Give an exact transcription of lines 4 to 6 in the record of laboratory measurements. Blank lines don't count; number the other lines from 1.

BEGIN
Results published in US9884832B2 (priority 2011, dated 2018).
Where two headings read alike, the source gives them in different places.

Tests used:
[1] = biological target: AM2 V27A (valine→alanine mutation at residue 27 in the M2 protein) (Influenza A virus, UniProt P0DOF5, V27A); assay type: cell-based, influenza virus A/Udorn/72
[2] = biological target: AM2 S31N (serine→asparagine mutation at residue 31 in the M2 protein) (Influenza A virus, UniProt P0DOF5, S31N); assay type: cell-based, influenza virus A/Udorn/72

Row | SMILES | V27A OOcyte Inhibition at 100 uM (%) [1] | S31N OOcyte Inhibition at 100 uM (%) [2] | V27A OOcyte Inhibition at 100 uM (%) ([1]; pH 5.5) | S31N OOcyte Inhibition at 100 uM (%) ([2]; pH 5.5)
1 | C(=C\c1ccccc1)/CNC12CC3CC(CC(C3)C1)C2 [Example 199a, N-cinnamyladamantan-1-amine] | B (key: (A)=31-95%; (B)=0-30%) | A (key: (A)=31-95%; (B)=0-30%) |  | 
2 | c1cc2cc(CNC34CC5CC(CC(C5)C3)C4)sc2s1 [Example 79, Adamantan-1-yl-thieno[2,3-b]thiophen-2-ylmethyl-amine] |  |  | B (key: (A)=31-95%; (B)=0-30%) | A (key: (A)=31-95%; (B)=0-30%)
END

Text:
[1] = biological target: AM2 V27A (valine→alanine mutation at residue 27 in the M2 protein) (Influenza A virus, UniProt P0DOF5, V27A); assay type: cell-based, influenza virus A/Udorn/72
[2] = biological target: AM2 S31N (serine→asparagine mutation at residue 31 in the M2 protein) (Influenza A virus, UniProt P0DOF5, S31N); assay type: cell-based, influenza virus A/Udorn/72

Row | SMILES | V27A OOcyte Inhibition at 100 uM (%) [1] | S31N OOcyte Inhibition at 100 uM (%) [2] | V27A OOcyte Inhibition at 100 uM (%) ([1]; pH 5.5) | S31N OOcyte Inhibition at 100 uM (%) ([2]; pH 5.5)